In the second talk, Michael Stoeger-Pollach from Vienna University of Technology, Austria discussed that VEELS of semiconductors low beam energies have a unique advantage over high beam energies, namely the Cerenkov effect can be avoided. In their study they demonstrate bandgap measurements of various materials using 20 keV electron beam acceleration voltage. With this new set-up they improve the spatial resolution of the STEM probe. On the example of BN, they varied the beam energy in the range from 200 keV to 20 keV and compared the results with simulations. View the abstract

In the third talk, Andreas Kastenmueller from Gatan company, Germany referred about the adoption of digital cameras for TEM imaging as a replacement for film in the last 25 years. The development by Gatan has now passed an inflection point in resolving the core issues that have limited performance of TEM digital imaging systems on a cost/performance basis. He summarized that the gains have been integrated into the architecture of next-generation TEM cameras and that microscopists can now leverage these core technologies to drive TEM imaging performance which increases resolution, frame rate, and "video" outputs for in-situ reactions. View the abstract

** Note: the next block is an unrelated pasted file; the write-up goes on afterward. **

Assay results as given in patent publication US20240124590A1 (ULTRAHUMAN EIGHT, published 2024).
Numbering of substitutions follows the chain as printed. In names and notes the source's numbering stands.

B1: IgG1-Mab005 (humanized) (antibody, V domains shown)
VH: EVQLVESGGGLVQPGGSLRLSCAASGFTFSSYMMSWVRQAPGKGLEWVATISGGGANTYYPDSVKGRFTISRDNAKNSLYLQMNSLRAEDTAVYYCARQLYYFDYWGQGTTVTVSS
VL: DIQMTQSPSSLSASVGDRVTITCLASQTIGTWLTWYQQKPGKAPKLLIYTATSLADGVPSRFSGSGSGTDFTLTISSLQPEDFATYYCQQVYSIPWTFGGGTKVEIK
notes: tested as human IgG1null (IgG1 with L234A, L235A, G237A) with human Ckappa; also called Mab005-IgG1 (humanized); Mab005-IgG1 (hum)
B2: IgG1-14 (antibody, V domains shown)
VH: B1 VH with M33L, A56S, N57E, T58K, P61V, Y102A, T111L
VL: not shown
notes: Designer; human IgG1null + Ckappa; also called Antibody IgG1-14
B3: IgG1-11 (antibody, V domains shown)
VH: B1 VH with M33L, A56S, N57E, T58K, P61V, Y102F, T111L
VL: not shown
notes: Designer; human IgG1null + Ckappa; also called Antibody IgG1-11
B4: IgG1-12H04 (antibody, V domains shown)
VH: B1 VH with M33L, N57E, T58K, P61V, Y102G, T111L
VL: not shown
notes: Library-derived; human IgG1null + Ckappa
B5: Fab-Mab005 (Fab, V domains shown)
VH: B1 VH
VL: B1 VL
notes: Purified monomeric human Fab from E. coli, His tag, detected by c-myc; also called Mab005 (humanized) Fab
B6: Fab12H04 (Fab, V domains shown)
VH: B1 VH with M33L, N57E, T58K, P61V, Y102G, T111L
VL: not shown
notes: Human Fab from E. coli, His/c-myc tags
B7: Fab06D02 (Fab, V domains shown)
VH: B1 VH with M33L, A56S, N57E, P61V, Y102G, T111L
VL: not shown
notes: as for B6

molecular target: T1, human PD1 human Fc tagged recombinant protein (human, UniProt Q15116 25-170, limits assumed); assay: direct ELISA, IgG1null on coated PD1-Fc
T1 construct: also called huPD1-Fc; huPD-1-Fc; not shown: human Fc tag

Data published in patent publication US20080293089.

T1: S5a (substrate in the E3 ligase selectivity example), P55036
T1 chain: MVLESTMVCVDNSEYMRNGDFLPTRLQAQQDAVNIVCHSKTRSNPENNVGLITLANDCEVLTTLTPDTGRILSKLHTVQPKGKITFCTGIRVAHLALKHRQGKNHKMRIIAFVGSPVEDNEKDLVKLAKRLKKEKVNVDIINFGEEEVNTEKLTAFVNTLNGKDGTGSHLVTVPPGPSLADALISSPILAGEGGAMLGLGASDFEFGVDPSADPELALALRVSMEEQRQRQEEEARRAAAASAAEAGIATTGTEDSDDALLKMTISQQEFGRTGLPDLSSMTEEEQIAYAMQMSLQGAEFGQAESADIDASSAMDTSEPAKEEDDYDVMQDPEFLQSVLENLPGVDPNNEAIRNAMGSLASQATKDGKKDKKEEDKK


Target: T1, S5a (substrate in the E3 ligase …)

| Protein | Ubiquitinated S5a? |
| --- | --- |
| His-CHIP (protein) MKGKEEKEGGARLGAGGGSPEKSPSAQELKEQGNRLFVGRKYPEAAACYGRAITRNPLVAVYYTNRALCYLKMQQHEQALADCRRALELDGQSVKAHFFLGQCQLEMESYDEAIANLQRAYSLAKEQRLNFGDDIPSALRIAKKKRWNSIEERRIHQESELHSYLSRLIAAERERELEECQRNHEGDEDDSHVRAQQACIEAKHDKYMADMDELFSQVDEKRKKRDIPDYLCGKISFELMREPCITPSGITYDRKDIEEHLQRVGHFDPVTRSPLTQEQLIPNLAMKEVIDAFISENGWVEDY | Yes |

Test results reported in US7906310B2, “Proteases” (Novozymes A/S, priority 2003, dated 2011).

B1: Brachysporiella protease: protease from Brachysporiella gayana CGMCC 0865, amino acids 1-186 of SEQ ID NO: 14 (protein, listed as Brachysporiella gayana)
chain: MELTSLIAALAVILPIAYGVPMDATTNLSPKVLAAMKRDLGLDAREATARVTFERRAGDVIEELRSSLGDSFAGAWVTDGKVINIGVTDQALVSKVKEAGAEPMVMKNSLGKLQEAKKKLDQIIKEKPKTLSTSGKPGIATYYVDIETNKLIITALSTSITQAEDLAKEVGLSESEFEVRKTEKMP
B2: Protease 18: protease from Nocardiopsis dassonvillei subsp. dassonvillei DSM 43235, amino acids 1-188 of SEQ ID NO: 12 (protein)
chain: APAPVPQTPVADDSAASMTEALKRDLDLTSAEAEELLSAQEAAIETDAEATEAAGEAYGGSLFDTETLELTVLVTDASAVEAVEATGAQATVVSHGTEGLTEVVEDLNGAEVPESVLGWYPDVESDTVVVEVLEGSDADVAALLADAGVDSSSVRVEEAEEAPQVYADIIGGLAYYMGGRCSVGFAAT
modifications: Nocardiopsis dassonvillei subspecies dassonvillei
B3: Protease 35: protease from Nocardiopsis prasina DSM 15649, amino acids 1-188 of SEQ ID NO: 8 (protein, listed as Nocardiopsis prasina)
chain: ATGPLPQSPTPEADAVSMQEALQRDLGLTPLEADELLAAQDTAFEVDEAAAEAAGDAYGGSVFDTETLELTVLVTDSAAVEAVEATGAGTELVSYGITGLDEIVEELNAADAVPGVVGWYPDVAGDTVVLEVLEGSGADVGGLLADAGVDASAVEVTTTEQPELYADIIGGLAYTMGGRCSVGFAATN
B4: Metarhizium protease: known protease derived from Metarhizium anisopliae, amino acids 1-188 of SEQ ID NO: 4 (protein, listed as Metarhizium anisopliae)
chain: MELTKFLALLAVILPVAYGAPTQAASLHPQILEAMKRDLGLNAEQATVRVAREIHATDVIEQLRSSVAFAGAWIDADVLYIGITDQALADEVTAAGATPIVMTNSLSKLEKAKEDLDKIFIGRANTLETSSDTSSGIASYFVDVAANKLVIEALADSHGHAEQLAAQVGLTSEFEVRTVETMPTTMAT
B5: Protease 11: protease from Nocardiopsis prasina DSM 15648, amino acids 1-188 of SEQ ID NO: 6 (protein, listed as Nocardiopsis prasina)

3rd session, chaired by Harald Rose on Wednesday, February 18th